Snow is in the forecast, so the folks heading to Minneapolis this weekend from Bismarck, or Fargo, N.D., or Sioux Falls or Britton in South Dakota, will want to set out early. The assumption here is that oxen are being yoked as we speak.

The Eagles’ visit with the Minnesota Vikings will be the closest Carson Wentz gets to where he grew up (Bismarck) and where he went to college (Fargo, home to North Dakota State). The same is true for linebacker Nate Gerry, from Sioux Falls, and tight end Dallas Goedert, from Britton.

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Wagon trains headed East?

Wentz, maybe you’ve heard, didn’t get to play in Super Bowl LII, his only other chance to take the field at U.S. Bank Stadium, which is the closest NFL venue to his homeland. He said this week that the Dakotans are pumped to be able to drive three or four hours to watch him play.

“Without a doubt. There’ll be a big contingent of family, friends and everything, and I’m excited that they’ll get to see me play live,” Wentz said.

They’ll see him play, but they won’t be able to spend time with, or convey news from the harvest to, their region’s most famous sporting icon since Roger Maris.

“Unfortunately, there’s really no time, especially when it’s a noon football game. We get in, we have meetings, go to bed, wake up and it’s ‘go time.’ I won’t really get to see them. I’ll make sure I get to see them in the offseason. I know they’ll have fun cheering me on.”

Wentz contended he felt no special emotion, headed into the venue where he watched the Eagles and Nick Foles best Tom Brady and New England. “Just another regular-season game,” he said.

Gerry played in Super Bowl LII, on special teams, but he played 37 percent of the defensive snaps last week, including a pick-six, so his relatives ought to see more of him on the field this time around.

“I’ve got more than 25 people coming. It’s only a little over three hours to the Cities. Then, my mom’s whole family is from Minnesota, so all those people will be there, too,” Gerry said.

Gerry said there isn’t a lot of trash-talking between North and South Dakotans.

“We only make fun of each other when someone makes fun of us. Like someone will say, ‘Oh, you’re from South Dakota. You ride horses everywhere.’ And we’re like, ‘No, that’s North Dakota.’ That’s really the only time. Dallas and Carson talk smack about their colleges, but I never had any problem with North Dakota. I wouldn’t go up there and stay long, I promise you that. It’s cold and there ain’t [stuff] to do.”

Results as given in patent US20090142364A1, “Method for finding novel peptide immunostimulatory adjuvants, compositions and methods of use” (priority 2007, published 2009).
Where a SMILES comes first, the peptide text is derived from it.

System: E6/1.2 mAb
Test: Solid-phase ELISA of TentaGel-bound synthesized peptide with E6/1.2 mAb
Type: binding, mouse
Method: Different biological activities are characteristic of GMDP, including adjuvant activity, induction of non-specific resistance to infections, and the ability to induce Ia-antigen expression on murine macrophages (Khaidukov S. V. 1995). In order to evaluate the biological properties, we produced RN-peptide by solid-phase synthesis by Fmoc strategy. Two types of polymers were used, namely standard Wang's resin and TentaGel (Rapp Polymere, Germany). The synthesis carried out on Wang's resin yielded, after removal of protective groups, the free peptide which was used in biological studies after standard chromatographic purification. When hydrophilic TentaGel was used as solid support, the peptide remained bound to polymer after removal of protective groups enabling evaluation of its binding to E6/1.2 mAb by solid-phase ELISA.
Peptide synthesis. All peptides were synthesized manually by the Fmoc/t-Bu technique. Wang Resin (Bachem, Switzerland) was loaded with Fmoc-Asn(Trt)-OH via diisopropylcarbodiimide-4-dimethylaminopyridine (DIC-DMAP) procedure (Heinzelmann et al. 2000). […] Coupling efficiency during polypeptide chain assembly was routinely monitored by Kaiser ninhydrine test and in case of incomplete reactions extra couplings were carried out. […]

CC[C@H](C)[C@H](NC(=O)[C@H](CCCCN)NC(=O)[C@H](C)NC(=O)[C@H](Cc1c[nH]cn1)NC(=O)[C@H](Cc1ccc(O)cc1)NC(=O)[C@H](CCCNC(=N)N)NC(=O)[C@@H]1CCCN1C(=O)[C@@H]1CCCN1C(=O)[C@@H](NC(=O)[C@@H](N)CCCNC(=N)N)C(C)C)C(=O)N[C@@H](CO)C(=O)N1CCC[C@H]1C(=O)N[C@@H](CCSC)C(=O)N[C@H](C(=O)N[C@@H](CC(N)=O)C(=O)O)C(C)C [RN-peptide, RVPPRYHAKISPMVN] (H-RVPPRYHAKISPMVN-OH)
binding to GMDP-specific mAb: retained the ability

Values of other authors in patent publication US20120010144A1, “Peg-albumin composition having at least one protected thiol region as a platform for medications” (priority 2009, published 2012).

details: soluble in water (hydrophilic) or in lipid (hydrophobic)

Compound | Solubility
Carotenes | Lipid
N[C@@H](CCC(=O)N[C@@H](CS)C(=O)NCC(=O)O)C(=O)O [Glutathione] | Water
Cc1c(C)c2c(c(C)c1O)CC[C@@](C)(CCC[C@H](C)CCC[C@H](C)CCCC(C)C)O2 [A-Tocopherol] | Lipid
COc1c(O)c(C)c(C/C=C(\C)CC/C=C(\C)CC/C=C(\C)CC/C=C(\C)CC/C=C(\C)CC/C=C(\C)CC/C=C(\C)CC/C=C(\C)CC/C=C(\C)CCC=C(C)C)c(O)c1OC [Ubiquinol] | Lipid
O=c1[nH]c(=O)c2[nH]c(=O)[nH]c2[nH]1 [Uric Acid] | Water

Goedert was still at South Dakota State when the Eagles won the Super Bowl. This game is a very big deal back in Britton, a town on the border between the Dakotas. Goedert said he knew of someone who was chartering a 53-person bus. “I probably have 50 family coming. Probably be like 200 or so from the Britton area [pop. 1,241], maybe more. It’s going to take most of Britton,” Goedert said.

“Being from a small community, the support is incredible. Throughout high school, college and now, a lot of people changed from Vikings fans to Eagles fans. So, to go play in front of my fans will be real special.”

What you need to know about the Eagles

From the mailbag

Question: Sanders looks lost. Should they limit his contributions and emphasize getting him the ball in space? C.W. Donald (@donaldc58) via Twitter.

I’m gonna say no. The only way Miles Sanders is going to learn to hit the hole and go is to, well, hit the hole and go. He is the most explosive offensive weapon the Eagles have right now, with DeSean Jackson sidelined. Only using Sanders in space sounds good, but if you start to do that, before long every time he enters the game, teams will know you’re throwing it to him on a wheel route or a screen. And those things will stop working.

I honestly wouldn’t say that he looks lost, but I was hoping he was a little more ready, from what we saw in training camp and preseason. Same goes in spades for J.J. Arcega-Whiteside. Dunno if you saw my story on the offense without DeSean, but in it, toward the end, Mike Groh calls Arcega-Whiteside a “developmental player for us.” Generally, that’s not what the second round of the draft is for. Especially when you only have five picks, for the second year in a row.